Storage tanks in the Pinedale system.

Schulte said they expected to hold purchased assets long term. While shares of the trust are publicly traded, “The money stays put where we invest it with companies. We’re well known in the energy sector as long-term patient capital, and those relationships are all working in our favor at CorEnergy,” Schulte said.

Selling To Build
So who is selling? “Our financing proposals are attractive to upstream energy producers that have dedicated pipeline or storage assets that they would rather not have to own,” said Schulte.

Producers aren’t the only target. “A lot of the people we’re talking to are midstream companies that are looking at different ways of monetizing their system, looking to do different things in different ways,” said Kreul.

Although the trust wants to diversify the type and location of its assets, sellers might be more motivated in some parts of the United States than others. The previous owner of the Pinedale system, Ultra Petroleum Corporation, wanted the cash on hand to pursue more development, and CorEnergy expects that to be a common situation with production companies that own their infrastructure.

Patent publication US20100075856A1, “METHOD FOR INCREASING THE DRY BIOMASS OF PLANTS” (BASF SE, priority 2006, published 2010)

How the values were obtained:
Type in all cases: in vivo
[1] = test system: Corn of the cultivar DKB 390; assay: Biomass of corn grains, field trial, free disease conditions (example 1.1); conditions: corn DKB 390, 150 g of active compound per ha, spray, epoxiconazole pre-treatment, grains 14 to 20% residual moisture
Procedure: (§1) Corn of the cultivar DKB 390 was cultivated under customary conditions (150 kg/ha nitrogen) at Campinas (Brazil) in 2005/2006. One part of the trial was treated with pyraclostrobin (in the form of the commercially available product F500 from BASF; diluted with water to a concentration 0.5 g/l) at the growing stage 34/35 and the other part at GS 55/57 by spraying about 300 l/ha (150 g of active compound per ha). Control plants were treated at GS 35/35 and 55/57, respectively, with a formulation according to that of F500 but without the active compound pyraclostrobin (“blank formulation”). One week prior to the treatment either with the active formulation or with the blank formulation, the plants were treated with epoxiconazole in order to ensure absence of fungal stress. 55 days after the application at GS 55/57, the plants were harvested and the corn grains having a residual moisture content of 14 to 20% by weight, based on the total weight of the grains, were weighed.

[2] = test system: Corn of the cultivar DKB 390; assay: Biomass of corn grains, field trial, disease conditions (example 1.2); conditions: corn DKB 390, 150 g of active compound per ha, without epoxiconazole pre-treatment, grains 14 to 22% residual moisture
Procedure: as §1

“Obviously the hot spots are the Eagle Ford, Bakken and Permian areas — there’s more opportunity in those areas than elsewhere,” Kreul said.

“The increasing availability of natural gas creates need for takeaway transportation, and the eventual increase in natural gas as a percentage of industrial input, including power generation, will be beneficial as well. There’s need for additional infrastructure on both ends of the energy value chain, the production side and the transportation and distribution side,” Schulte said.

Though the need for more infrastructure is clear, that doesn’t mean the money is available to build it, and that’s where Schulte sees a role for CorEnergy. “As capital needs to be deployed in the energy sector in general, our type of financing can lower overall cost of capital and be an attractive solution for companies that have higher return opportunities they want to exploit.”